The newest iPhone craze has officially begun. On Friday morning, Apple (NASDAQ:AAPL) and its retail partners began taking pre-orders for the latest batch of iPhones in the U.S., Japan, and several other countries.

Apple's bigger iPhones have finally arrived! Source: Apple.

It's virtually certain that the launch of the 4.7" iPhone 6 -- and its larger sibling, the 5.5" iPhone 6 Plus -- will make this another year of record iPhone sales. However, the iPhone 6 and 6 Plus may have an even bigger impact than that. The addition of big-screen phones could return the iPhone to its former position as a huge growth engine for Apple.

iPhone sales growth has slowed

Apple can't complain about the pace of iPhone sales during the past two years. That said, iPhone sales growth has rapidly decelerated since 2012 because of market saturation and increasing competition. Just take a look at the following table:

Fiscal Year

iPhone Unit Growth

iPhone Revenue Growth













2014 (est.)



Source: Apple SEC filings and quarterly earnings reports. 

Between 2010 and 2012, iPhone revenue growth slowed modestly: from 93% to 71%. On the other hand, the iPhone revenue growth rate has plunged from 71% to around 10% in the last two years.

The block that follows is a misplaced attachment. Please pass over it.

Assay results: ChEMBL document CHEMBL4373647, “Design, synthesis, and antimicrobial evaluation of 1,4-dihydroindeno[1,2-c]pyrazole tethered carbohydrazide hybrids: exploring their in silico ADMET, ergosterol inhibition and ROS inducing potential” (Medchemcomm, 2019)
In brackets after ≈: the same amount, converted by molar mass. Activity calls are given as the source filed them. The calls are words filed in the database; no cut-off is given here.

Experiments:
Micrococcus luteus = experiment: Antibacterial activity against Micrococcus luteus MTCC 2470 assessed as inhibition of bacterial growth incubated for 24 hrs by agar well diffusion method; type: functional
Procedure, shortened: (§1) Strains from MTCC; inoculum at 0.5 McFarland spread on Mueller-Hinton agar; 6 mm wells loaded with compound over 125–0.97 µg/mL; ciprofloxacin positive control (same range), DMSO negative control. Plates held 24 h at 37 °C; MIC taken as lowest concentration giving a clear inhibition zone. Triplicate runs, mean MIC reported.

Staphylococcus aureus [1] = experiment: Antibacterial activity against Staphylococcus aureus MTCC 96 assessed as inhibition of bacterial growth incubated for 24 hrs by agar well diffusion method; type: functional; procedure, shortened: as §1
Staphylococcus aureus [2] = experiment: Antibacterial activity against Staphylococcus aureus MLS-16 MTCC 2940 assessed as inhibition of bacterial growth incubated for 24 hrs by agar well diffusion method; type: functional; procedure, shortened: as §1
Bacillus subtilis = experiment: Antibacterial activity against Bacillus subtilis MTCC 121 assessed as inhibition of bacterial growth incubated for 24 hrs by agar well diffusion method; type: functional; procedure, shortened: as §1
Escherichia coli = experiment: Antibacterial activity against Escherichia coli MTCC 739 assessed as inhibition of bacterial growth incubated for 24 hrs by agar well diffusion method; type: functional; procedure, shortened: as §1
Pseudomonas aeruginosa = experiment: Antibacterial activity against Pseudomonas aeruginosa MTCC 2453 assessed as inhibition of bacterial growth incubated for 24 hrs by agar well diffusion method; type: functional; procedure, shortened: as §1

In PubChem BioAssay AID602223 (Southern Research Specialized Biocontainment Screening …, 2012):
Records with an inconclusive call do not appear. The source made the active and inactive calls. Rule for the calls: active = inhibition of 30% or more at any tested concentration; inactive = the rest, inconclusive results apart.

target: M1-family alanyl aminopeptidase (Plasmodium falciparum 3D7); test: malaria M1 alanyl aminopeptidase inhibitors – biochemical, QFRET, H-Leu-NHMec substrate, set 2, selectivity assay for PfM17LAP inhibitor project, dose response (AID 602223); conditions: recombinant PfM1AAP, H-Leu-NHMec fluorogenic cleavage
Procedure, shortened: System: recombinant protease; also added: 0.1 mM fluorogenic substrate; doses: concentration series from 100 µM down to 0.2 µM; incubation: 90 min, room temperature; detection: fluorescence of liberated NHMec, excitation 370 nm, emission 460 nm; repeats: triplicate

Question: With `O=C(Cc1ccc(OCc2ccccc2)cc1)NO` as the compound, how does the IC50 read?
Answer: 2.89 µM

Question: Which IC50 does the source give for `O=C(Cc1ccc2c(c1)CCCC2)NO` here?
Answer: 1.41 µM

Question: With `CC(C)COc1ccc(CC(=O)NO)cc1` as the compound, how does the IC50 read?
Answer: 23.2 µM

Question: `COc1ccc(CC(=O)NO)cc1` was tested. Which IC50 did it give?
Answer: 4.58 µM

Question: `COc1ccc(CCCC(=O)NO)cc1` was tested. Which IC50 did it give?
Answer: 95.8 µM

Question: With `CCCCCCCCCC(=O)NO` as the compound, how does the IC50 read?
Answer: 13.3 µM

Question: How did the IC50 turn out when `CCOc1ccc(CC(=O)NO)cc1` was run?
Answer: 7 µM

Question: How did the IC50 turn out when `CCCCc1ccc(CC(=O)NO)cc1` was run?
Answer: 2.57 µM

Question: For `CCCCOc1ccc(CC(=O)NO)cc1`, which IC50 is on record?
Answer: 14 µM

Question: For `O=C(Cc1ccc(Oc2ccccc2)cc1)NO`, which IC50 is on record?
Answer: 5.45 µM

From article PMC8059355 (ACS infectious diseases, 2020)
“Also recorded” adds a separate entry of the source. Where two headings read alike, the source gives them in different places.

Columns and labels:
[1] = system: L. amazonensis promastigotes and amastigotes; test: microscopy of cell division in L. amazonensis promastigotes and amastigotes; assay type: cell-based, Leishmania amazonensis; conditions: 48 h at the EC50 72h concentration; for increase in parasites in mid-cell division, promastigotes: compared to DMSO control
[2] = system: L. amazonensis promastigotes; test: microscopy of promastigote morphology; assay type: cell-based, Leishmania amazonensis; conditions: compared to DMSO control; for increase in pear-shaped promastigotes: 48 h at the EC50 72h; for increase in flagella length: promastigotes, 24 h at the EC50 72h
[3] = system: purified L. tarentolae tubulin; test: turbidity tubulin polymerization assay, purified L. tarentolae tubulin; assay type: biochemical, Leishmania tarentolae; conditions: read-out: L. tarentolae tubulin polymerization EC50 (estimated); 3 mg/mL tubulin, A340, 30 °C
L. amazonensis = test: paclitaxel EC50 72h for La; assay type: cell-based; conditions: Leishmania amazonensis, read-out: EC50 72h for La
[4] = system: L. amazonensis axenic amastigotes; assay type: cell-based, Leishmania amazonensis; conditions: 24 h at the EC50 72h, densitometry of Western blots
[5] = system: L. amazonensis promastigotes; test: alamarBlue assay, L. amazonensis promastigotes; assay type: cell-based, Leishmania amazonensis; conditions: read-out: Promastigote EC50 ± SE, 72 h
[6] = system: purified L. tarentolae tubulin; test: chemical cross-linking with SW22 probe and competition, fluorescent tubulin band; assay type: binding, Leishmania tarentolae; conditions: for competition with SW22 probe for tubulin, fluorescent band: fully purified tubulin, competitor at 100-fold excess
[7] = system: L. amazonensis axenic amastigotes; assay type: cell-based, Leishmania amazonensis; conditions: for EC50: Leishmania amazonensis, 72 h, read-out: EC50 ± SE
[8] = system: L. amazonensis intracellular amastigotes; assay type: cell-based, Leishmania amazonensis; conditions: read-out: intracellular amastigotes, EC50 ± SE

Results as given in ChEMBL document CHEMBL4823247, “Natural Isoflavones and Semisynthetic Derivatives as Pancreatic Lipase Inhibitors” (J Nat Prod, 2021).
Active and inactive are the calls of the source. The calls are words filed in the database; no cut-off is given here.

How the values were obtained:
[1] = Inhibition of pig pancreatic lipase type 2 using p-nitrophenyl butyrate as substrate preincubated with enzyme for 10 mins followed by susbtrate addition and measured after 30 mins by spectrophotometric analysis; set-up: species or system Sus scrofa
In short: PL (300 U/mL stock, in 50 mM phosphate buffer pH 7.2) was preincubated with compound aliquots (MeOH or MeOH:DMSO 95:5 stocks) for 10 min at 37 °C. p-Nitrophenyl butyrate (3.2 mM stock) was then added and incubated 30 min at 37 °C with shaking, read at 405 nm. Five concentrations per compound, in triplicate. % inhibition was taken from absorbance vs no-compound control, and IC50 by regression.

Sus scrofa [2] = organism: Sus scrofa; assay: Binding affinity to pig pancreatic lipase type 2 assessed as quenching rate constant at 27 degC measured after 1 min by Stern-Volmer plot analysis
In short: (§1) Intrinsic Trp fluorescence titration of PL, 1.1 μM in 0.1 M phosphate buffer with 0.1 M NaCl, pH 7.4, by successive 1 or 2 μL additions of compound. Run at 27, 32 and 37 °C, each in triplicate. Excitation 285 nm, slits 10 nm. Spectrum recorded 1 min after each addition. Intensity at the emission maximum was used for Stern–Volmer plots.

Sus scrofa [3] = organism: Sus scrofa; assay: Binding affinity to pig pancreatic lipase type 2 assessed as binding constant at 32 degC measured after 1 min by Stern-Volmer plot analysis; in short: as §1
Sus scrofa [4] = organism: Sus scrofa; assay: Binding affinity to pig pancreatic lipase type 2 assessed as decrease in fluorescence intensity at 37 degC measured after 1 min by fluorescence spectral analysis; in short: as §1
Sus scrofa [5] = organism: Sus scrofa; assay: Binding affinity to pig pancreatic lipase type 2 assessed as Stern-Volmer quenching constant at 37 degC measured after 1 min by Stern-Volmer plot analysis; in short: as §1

Thus, while Apple has continued to post record iPhone sales each year, the growth rate went from the high double-digits to the low double-digits almost overnight. This slowdown explains the Apple stock crash of late 2012 and early 2013.

AAPL Chart

Apple 5-Year Price Chart, data by YCharts.

With Apple stock recently rallying past its 2012 highs, some pessimists think another big crash is inevitable. However, there's a big difference between now and 2012. Whereas iPhone growth slowed dramatically in late 2012, the iPhone 6 is likely to drive a return to faster growth. Here's why.

A broader selection

The most basic reason why Apple should sell more iPhones in the coming year is that it has a significantly broader product portfolio. Up until now, iPhones have only had 3.5" or 4" screen sizes. But the market has moved toward bigger phones -- as evidenced by the steadily increasing size of Samsung's Galaxy S line of phones -- and that's where the iPhone 6 lineup comes into play.